Corneal Topography: What is it? History, Procedure and Uses of This Technique

It is a non-invasive medical imaging technique to map the curvature of the corneal surface and the eye’s external structure.

Since the cornea usually is responsible for approximately 70% of the refractive power of the eye, its topography is of vital importance in determining the quality of vision and corneal health.

The three-dimensional map is, therefore, a valuable aid to the examining ophthalmologist or optometrist and can aid in the diagnosis and treatment of several conditions; in cataract surgery planning and intraocular lens implantation in refractive surgery planning.

In the development of keratoscopy, corneal topography extends the measurement range of the four points separated by a few millimeters that keratometry offers to a grid of thousands of points covering the entire cornea. The procedure takes seconds to complete and is entirely painless.

Corneal topography is also known as photokeratoscopy or videokeratography.

History of corneal topography

The corneal topographer owes his heritage to the Portuguese ophthalmologist Antonio Placido, who, in 1880, saw a painted disk (Placido disk) of alternating black and white rings reflected in the cornea.

The rings showed as contour lines projected on the corneal tear film. Javal L., a pioneer in the field in the 1880s, incorporated the rings into his ophthalmometer and mounted an eyepiece that magnified the eye’s image.


He proposed that the image be photographed or represented in diagram form to allow an analysis of the picture.

In 1896, Allvar Gullstrand incorporated the disk into his ophthalmoscope, examining photographs of the cornea through a microscope and calculating the curvature using a numerical algorithm manually.

Gullstrand recognized the technique’s potential and commented that, despite its laboriousness, it could “give a resulting precision that previously could not be obtained in any other way.”

The flat field of the Placido disk reduced accuracy near the corneal periphery, and in the 1950s, the Wesley-Jessen company made use of a curved bowl to reduce field defects.

The cornea’s curvature could be determined by comparing photographs of the rings with standardized images.

In the 1980s, photographs of projected images were digitized by hand and then analyzed by a computer. Automation of the process soon followed with the image captured by a digital camera and passed directly to a computer.


The patient is seated in front of a bowl that contains an illuminated pattern, usually a series of concentric rings. The design is focused on the anterior surface of the patient’s cornea and reflects a digital camera in the center of the bowl.

The topology of the cornea is revealed by the shape taken by the reflected pattern. A computer provides the necessary analysis, generally determining the position and height of several thousand points across the cornea.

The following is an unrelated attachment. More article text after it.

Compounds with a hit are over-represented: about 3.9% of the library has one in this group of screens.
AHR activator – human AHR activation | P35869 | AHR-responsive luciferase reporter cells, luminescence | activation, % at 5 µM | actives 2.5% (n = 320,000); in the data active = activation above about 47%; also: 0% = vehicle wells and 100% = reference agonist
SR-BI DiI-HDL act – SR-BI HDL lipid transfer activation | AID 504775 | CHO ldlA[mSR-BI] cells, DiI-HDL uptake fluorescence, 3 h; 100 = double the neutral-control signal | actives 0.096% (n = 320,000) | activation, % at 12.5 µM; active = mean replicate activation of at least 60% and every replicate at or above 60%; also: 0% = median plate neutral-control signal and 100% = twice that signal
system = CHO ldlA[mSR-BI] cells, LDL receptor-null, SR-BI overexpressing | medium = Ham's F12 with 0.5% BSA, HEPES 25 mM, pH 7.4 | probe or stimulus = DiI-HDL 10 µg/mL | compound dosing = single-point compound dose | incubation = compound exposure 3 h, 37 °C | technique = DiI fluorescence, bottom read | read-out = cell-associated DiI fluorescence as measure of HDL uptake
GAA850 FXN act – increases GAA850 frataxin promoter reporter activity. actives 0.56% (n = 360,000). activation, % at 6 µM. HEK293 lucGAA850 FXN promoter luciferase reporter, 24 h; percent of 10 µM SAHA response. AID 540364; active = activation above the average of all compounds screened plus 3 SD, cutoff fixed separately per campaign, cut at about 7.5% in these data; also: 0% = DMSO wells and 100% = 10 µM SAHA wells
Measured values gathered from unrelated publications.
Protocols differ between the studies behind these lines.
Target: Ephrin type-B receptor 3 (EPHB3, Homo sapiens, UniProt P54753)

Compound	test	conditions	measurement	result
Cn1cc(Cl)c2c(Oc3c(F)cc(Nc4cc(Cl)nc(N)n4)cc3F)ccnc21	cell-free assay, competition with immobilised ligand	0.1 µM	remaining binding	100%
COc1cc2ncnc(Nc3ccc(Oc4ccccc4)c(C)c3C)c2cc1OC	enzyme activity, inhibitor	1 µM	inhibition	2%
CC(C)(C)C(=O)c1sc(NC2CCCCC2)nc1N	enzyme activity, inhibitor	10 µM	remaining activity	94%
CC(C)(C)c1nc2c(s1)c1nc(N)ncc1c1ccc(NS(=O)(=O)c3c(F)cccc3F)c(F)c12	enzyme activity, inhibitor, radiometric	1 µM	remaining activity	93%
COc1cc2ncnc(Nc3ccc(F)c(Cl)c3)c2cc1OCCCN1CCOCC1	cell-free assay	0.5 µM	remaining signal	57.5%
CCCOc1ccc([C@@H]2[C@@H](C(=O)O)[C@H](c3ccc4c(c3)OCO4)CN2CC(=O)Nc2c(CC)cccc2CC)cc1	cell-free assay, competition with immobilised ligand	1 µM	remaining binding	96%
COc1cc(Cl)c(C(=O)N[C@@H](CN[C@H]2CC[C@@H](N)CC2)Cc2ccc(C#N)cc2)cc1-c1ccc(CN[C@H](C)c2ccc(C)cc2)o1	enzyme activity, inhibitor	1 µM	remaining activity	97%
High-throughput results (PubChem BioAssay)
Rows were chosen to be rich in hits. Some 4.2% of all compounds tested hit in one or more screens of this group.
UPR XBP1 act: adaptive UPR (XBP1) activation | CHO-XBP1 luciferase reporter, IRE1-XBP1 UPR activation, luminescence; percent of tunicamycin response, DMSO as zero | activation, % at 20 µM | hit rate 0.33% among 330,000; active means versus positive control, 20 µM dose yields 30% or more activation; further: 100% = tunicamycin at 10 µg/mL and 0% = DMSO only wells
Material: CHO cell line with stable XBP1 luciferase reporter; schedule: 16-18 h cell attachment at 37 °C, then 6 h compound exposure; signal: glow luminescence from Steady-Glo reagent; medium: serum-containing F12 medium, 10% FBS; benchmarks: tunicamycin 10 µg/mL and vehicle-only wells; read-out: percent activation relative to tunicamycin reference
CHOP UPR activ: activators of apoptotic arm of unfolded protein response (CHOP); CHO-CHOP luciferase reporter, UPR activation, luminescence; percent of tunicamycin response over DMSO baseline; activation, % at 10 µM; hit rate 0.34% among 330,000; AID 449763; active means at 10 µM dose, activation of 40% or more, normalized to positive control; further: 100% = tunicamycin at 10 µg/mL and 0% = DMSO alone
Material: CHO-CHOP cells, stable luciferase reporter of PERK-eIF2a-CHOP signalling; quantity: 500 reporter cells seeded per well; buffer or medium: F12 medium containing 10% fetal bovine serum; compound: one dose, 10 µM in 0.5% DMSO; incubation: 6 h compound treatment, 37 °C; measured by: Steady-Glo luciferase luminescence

The topographic map can be rendered in various graphic formats, such as a sagittal map, which color-codes the steepness of the curvature-based on its diopter value.

Uses of corneal topography

Computerized corneal topography can be used for diagnosis. It is, in fact, one of the examinations that patients must undergo before crosslinking and mini asymmetric radial keratotomy.

For example, the KISA% index (keratometry, IS, oblique percentage, astigmatism) is used to arrive at a diagnosis of keratoconus to detect suspected keratoconus patients and to analyze the degree of changes in corneal inclination in healthy relatives.

However, the topography itself is a measure of the first reflective surface of the eye (tear film). It does not provide additional information next to the shape of this layer expressed in curvature.

Keratoconus is a pattern of the entire cornea. Therefore each measurement simply focusing on one layer may not be sufficient for a state-of-the-art diagnosis.

Especially early cases of keratoconus can be missed by simple topographic measurement, which is critical when considering refractive surgery.

The measurement is also sensitive to unstable tear films. Also, measurement alignment can be difficult, especially with eyes with keratoconus, significant astigmatism, or sometimes after refractive surgery.

Corneal topography instruments generate a simulated keratometry measurement (SimK), which approximates the classic size of the widely used keratometer.

Another novel use of corneal topographic data is called CorT, which has been shown to quantify refractive astigmatism more accurately than SimK and other approaches. Cora uses data from all Placido rings across the cornea compared to SimK, based on a single call.

While corneal topography relies on light reflected from the front (anterior) part of the cornea, a technique called corneal tomography also measures the posterior shape of the cornea.

A measure called total CorT includes this posterior corneal data and more accurately reflects refraction compared to CorT, SimK, and other regular techniques.